Ryan Moody interned this summer with the Federal Home Loan Bank of New York. The location was better than the job.
"I'm not a number-crunching guy," he said.
Here are some more numbers William and Mary's most experienced wide receiver does not appreciate.
Last season, only one Tribe receiver, converted quarterback D.J. Mangas, caught a touchdown pass. Moreover, Mangas was the lone William and Mary receiver to catch more than 14 passes and produce more than 200 yards.
Not coincidentally, the Tribe ranked 106th nationally among 120 teams in scoring (18.4 points per game) and struggled to a 5-6 season in defense of its Colonial Athletic Association championship.
"That fueled the fire this offseason," Moody said Monday as William and Mary opened practice for its Sept. 1 opener at Maryland. "Five-and-six doesn't sit well."
Certainly not after consecutive seasons of 7-4, 11-3 and 8-4, the latter two of which included Championship Subdivision playoff berths. Certainly not for a program renowned for coach Jimmye Laycock and coordinator Zbig Kepa's innovative passing schemes.
With seven starters back from a solid defense, a seasoned offensive line and a committee of capable running backs, Moody and his fellow receivers realize that the Tribe's improvement hinges, in large measure, on them.
Not to excuse the quarterbacks. Either Brent Caprio, Michael Graham or Raphael Ortiz needs to emerge as a reliable triggerman. But their burdens become much lighter if they have playmakers on the perimeter.
"The defense is going to be a strong point again," said sophomore Tre McBride, the projected starter opposite Moody. "We've got both our captains (linebacker Jabrel Mines and safety Brian Thompson) on that side for a reason. …
"I'm going to go ahead and say it: If the offense shows up this year, playoffs easily and CAA good chance for a championship. … And with (running back Jonathan) Grimes gone, the quarterback receiver connection is going to have to be as (good) as it's ever been."
McBride last season became the first true freshman receiver since D.J. McAulay in 2005 to see game action for William and Mary. He caught 14 passes for 146 yards, three for 50 against Old Dominion.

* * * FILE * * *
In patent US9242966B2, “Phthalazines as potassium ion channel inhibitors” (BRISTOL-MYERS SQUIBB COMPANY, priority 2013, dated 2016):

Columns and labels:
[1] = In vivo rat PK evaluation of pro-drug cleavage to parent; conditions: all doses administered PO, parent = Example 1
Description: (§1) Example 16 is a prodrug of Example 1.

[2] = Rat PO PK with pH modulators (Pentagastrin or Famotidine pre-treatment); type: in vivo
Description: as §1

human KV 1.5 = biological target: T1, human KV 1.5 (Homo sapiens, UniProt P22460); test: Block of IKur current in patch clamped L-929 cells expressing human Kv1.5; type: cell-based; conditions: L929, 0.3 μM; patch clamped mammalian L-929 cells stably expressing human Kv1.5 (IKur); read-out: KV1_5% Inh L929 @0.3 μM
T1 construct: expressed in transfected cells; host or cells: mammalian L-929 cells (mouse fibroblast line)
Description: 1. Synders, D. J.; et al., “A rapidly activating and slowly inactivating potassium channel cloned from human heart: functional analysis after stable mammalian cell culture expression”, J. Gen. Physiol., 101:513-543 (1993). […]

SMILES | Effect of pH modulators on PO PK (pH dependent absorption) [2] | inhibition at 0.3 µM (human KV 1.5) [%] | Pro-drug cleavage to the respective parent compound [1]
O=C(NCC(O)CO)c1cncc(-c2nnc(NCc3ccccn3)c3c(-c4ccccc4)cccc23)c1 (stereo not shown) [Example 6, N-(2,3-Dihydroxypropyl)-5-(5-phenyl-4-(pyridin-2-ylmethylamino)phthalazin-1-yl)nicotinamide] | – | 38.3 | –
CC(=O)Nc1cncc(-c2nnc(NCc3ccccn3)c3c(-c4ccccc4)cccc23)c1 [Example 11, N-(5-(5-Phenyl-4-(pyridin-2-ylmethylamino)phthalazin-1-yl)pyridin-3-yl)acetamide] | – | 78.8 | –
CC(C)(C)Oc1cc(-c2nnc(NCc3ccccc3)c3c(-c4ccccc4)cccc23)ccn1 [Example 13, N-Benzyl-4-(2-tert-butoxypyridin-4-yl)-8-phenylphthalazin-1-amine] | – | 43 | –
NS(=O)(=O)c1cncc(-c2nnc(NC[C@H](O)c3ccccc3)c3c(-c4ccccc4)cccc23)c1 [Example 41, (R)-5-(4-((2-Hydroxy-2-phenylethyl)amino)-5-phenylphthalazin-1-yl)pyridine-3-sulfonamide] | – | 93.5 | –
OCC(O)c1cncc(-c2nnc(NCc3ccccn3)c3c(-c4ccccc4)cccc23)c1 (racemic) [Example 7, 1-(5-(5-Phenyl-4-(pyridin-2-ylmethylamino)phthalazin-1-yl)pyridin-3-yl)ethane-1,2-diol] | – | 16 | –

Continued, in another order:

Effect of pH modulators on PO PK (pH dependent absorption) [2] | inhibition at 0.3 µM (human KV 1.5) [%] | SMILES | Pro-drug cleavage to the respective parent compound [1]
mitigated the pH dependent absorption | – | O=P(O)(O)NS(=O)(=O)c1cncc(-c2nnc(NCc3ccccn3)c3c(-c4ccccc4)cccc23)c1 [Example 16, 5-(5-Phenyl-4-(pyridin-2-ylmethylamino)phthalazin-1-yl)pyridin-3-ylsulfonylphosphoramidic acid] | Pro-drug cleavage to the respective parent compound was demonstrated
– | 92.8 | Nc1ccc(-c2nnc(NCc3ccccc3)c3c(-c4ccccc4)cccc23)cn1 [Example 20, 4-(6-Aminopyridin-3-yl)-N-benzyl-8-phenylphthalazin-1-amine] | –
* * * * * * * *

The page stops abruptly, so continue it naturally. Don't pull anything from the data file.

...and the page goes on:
Not bad for a former wing-T running back in high school, but not good enough.
"He has a lot of ability, but it wasn't something that was smooth right off the bat," said Kepa, who also coaches the receivers. "He knew his plays, knew what he was doing, not a lot of mental errors. I think there were a lot more physical errors … learning how to play at a speed that's faster than high school. He didn't have the quarterback who could bring him along quickly because we were rolling so many guys in there.
"He's got to come along. He's got to help us."
Graham, Caprio and the departed Mike Paulus started multiple games at quarterback in 2011. Graham was the only one to throw more touchdown passes (five) than interceptions (three).
The only Tribe receiver to catch a touchdown pass in college is Moody, a fifth-year senior. He was second-team All-CAA in 2010 with 47 receptions for 731 yards and two scores, but a torn anterior cruciate ligament in his left knee limited his junior season to six games and 10 catches.
"I'm as close to 100 percent as anybody could feel," Moody said. "I've been working hard in the offseason trying to get that power and explosiveness back, trying to become the player I was two years ago."
If he's not, William and Mary could really struggle. Projected backups Joey Brady and C.J. Thomas, both seniors, have two career catches between them.
"He's got no excuses now, this is his last go-around," Kepa said of Moody. "If not, next guy in, and he knows that. He's going to have to be much more productive than he was in the spring and be a leader for us on the field as well."
Laycock wasn't pleased with the spring, either, and like most others inside the program sees the passing attack as the primary hurdle to a quality season.
What does Laycock, a former Tribe quarterback, expect from his receivers?
"Be where they're supposed to be and catch the daggum ball," he said. "It's really not that complicated. … I think they all understand what they need to do."